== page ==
The Zephyr has been discontinued. If you're looking for something new, check out the best backpacking boots for 2020.
Historic Range: $53.16-$135.00
Reviewers Paid: $67.00-$69.00
Great fit, holds up well; wouldn't leave home when being in the mountains for a hike...rain, show, or shine (fall - spring).
Price Paid: $67
When used with light loads, the boot is comfortable and performs well, grabbing the ground well in a variety of conditions. Excels on wet grass or mushy ground without slipping.
Have care now: the manufacturer describes this boot for light hiking duties. True! It is not a heavy backpacking boot (despite finding it categorized so here). The large outside lugs, probably a stylistic adornment for attracting buyers, will flex under high load or torsion when the foot comes down off camber, threatening to roll the foot and causing mis-steps at bad times.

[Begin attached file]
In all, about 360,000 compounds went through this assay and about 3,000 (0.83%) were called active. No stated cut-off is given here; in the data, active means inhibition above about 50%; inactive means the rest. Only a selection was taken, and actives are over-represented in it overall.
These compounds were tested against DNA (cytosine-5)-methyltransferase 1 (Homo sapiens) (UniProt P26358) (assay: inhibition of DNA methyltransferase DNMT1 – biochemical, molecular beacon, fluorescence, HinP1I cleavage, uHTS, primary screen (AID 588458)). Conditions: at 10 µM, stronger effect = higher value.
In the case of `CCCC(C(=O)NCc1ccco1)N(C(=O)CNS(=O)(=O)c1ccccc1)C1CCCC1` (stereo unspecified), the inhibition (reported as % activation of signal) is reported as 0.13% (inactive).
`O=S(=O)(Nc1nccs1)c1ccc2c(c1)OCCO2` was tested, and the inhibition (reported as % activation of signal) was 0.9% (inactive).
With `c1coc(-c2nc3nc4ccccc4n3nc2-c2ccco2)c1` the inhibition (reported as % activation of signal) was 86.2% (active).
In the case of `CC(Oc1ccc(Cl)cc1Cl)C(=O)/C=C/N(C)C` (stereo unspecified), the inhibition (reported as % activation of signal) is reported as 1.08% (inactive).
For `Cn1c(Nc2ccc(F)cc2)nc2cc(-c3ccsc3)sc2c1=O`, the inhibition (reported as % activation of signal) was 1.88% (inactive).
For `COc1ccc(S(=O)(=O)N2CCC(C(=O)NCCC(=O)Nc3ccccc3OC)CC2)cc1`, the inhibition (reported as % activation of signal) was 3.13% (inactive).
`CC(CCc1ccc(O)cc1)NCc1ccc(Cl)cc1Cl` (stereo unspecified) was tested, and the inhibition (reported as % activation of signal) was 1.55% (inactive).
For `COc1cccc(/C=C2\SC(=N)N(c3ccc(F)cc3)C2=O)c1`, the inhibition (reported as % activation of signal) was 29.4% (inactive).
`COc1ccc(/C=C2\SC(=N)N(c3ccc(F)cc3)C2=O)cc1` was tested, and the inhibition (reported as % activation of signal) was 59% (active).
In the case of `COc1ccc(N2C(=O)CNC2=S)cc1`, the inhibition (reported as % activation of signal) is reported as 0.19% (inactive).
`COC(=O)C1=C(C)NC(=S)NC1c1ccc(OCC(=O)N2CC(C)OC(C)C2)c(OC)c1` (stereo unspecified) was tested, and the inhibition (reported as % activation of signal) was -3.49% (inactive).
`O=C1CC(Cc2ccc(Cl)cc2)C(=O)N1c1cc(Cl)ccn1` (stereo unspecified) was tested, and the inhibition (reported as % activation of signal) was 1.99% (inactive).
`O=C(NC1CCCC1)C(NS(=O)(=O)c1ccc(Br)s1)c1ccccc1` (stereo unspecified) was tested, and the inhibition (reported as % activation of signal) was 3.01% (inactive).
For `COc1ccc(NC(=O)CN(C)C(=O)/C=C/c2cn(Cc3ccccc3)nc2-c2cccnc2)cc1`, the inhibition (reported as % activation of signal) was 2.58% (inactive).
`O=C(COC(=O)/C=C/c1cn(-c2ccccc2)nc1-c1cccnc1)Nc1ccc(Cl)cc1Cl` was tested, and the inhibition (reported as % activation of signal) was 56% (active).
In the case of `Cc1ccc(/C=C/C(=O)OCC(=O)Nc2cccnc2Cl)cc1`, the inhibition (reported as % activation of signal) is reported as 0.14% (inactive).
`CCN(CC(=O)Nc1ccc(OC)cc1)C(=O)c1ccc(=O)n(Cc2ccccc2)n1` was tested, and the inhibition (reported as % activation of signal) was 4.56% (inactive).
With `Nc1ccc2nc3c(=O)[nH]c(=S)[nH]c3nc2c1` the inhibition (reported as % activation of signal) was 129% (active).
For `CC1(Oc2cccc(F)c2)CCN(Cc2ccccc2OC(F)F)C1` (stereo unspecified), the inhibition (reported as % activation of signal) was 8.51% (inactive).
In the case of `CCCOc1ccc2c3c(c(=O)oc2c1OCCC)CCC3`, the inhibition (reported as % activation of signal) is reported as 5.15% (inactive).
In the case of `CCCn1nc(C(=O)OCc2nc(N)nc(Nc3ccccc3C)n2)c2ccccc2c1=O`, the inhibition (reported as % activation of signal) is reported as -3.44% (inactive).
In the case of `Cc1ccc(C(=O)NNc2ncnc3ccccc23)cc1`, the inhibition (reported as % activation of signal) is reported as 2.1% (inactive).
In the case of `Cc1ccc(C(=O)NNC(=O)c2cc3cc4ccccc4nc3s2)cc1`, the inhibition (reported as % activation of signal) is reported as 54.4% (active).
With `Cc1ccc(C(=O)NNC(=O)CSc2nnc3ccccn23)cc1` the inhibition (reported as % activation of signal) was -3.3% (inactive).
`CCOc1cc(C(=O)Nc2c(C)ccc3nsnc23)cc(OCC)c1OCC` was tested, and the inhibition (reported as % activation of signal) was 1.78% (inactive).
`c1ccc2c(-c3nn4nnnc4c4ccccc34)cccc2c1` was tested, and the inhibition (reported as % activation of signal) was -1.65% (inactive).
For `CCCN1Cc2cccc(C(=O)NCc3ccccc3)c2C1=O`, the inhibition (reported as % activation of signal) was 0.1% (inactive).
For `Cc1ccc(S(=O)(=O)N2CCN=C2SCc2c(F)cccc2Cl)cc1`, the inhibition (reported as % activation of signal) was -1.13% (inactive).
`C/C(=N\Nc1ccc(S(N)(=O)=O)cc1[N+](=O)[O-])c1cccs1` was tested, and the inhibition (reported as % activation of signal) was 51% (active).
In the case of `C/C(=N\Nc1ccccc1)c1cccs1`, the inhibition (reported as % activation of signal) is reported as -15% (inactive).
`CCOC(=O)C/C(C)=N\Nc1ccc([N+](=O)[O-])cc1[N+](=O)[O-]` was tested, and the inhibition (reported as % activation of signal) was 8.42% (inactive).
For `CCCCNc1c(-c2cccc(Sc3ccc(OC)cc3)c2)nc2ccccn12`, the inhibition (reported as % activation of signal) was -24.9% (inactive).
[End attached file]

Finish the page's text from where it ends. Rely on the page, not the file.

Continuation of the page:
I personally experienced this tendency with a heavy pack load on a rocky hill trail in Texas. See nearby Trailspace reviews of the newer Zephyr GTX, with which I agree; I should have read them first before that trip.
In mud you'll pick up a lot in the lugs and make the boot heavy, although it still grips better than most in mud.
Needs a minimal break-in period, the uppers are pliable and the sole is moderately stiff, handling rugged ground fine.
An good choice for day hikes or overnights on soft or pebbly trails or overland. For heavy backpacking, pick something with a conventional sole. (I like the Aku Utah, Alico Summit, Columbia 'Peaks' series)
Materials: Nubuck upper, nylon vent, Vibram sole
Use: Light to medium hiking over varied terrain
Break-in Period: 1 week
Weight: 3 lbs 4 oz
Price Paid: $69 at Sierra Trading Post